In Pursuit of $20 Pinot
One way to think of buying wine is that it’s a carnival game, like the kind where you throw darts at balloons and try to pop one that will give you a prize. You walk into a supermarket and there in front of you are 50 or even 100 bottles of Cabernet or Chardonnay; you take your chances, make your pick and fairly often you come home with something pretty palatable.
But try doing that with Pinot Noir, especially for less than $20? Forget about it. That’s when the wine version of the game is rigged. The prize seems great, but the darts are dull, the balloons are underinflated and you, my Pinot-loving friend, are the mark.
Even so, I don’t blame the sellers. In my opinion, the real culprit is the grape itself.
Of all the major wine grapes in the world, Pinot Noir is undoubtedly the most difficult to grow. Thin-skinned and finicky, it takes umbrage easily at problems like too much sun (it burns), too much moisture (it rots) and too much heat (it gets fat and tastes like raisins). It grows best in benighted places like Burgundy, where summer hailstorms have wiped out huge portions of the crop in four of the last five vintages. It’s also genetically unstable—not really a problem in the short run, but in the long, it’s a bit like marrying someone and having all your kids turn out to be mutants. Finally, Pinot doesn’t produce much. It’s what viticulturists like to call shy-bearing, which means that compared to something fecund like Chardonnay, it’s always going to be more expensive, grape for grape. Add all that up and you’re looking at higher cost.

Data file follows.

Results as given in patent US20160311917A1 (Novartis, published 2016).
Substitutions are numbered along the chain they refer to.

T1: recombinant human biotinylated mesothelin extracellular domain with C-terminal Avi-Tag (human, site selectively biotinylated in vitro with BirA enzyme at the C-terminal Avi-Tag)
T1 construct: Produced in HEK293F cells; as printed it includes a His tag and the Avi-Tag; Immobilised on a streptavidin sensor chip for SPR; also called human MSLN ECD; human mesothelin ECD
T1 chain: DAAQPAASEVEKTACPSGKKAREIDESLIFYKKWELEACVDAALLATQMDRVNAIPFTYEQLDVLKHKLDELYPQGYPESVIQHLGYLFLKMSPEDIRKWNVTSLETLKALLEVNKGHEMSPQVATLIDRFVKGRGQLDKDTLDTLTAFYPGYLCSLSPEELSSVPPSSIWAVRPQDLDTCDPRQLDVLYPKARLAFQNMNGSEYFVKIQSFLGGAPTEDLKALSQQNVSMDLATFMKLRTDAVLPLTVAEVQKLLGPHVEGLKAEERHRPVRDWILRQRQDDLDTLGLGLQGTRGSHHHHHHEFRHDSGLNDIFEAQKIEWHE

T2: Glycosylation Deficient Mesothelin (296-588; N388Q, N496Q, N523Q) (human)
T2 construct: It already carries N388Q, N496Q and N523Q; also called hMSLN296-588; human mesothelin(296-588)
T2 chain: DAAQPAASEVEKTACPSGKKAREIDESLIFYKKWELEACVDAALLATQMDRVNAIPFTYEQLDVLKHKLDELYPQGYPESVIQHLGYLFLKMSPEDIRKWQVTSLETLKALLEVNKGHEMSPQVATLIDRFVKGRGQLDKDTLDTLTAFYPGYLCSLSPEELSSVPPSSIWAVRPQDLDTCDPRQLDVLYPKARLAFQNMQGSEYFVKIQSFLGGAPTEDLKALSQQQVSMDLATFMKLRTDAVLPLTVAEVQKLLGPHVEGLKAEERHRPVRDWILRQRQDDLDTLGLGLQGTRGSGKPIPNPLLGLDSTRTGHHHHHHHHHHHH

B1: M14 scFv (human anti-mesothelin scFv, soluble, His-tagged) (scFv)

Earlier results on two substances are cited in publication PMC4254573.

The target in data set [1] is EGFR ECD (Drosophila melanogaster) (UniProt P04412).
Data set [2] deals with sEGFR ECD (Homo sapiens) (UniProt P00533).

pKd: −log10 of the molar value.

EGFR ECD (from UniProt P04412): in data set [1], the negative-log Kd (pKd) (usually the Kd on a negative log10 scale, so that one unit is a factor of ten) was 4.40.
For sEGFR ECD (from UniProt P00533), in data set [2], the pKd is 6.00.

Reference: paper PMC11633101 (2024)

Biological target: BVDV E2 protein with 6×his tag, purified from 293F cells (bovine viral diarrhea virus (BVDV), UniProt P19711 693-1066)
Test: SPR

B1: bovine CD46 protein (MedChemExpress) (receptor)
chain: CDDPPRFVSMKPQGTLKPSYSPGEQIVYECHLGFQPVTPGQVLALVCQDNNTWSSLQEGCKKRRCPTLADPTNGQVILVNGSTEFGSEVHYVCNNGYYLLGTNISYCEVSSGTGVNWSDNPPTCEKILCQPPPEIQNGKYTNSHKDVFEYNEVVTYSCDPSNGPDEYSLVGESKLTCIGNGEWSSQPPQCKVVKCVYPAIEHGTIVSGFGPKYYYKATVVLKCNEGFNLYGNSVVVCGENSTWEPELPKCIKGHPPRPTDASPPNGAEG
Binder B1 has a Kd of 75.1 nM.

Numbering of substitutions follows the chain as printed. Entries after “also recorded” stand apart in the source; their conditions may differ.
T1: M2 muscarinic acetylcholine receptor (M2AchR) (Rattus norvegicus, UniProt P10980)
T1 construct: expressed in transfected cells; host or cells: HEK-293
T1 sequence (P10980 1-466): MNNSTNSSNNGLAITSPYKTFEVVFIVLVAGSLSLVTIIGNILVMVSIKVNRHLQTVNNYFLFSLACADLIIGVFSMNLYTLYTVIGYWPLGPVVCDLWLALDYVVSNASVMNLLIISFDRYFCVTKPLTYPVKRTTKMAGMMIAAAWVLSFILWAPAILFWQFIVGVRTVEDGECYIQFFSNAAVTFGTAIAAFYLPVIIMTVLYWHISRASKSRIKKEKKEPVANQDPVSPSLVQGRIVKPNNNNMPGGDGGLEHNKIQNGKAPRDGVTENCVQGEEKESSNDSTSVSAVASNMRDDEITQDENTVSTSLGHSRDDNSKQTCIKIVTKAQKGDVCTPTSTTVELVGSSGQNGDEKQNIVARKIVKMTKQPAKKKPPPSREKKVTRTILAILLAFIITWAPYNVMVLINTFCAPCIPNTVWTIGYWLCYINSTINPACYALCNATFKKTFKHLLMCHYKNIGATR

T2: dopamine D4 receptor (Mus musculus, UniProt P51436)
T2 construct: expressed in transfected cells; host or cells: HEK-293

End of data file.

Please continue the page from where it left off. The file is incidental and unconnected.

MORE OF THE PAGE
The other problem is that Pinot has become popular. Since the mid-2000s, when interest in it began to rise—thanks, Sideways—sales of the grape have been climbing steadily, year after year. That would be great if there were endless amounts of affordable top-quality Pinot Noir fruit out there, but there aren’t. Plus, a lot of the vines that have been planted to compensate for the increased demand aren’t in the best places for the grape…and refer back to the previous page for the various issues that can stem from that decision.
The obvious answer to this situation, and the strictly practical one, is just to say the hell with it and start guzzling Malbec instead. But here’s the thing: Pinot lovers (and I’m one) aren’t practical. This grape’s particular appeal—its earthy, spicy, wild-berry flavors and its rare ability to offer intensity and delicacy at the same time—isn’t found in other wines. Which is also why, I’d argue, Pinot is rarely blended with other red varieties, unlike Cabernet Sauvignon, Merlot, Syrah, Grenache and many more. One could accuse it of being standoffish; one might be right.
So here you are. You love Pinot. You know that you can spend $150 and get a transcendent bottle, but you are not interested in spending $150. You want to spend $20. You are in the store and the game is rigged. What do you do?
Simple: You cheat. And you do that by having someone else (me) taste 65 affordable Pinot Noirs, pick the best and put them on a handy list—like this one. Enjoy!